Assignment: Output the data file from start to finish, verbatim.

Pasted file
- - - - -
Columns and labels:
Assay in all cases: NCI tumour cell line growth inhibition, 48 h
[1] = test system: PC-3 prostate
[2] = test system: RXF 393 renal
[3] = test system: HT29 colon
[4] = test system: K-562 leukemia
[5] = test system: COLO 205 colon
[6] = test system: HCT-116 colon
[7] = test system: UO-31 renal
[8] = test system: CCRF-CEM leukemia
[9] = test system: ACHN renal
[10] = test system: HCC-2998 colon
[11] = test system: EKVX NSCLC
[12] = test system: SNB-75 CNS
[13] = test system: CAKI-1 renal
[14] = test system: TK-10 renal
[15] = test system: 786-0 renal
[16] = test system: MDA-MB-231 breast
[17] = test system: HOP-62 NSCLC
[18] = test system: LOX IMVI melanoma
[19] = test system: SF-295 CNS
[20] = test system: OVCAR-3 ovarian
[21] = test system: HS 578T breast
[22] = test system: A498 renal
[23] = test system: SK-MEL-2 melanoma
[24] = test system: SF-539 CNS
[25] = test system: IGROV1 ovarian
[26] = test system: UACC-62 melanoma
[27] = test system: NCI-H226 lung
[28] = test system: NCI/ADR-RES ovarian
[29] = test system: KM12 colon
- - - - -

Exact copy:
Columns and labels:
Assay in all cases: NCI tumour cell line growth inhibition, 48 h
[1] = test system: PC-3 prostate
[2] = test system: RXF 393 renal
[3] = test system: HT29 colon
[4] = test system: K-562 leukemia
[5] = test system: COLO 205 colon
[6] = test system: HCT-116 colon
[7] = test system: UO-31 renal
[8] = test system: CCRF-CEM leukemia
[9] = test system: ACHN renal
[10] = test system: HCC-2998 colon
[11] = test system: EKVX NSCLC
[12] = test system: SNB-75 CNS
[13] = test system: CAKI-1 renal
[14] = test system: TK-10 renal
[15] = test system: 786-0 renal
[16] = test system: MDA-MB-231 breast
[17] = test system: HOP-62 NSCLC
[18] = test system: LOX IMVI melanoma
[19] = test system: SF-295 CNS
[20] = test system: OVCAR-3 ovarian
[21] = test system: HS 578T breast
[22] = test system: A498 renal
[23] = test system: SK-MEL-2 melanoma
[24] = test system: SF-539 CNS
[25] = test system: IGROV1 ovarian
[26] = test system: UACC-62 melanoma
[27] = test system: NCI-H226 lung
[28] = test system: NCI/ADR-RES ovarian
[29] = test system: KM12 colon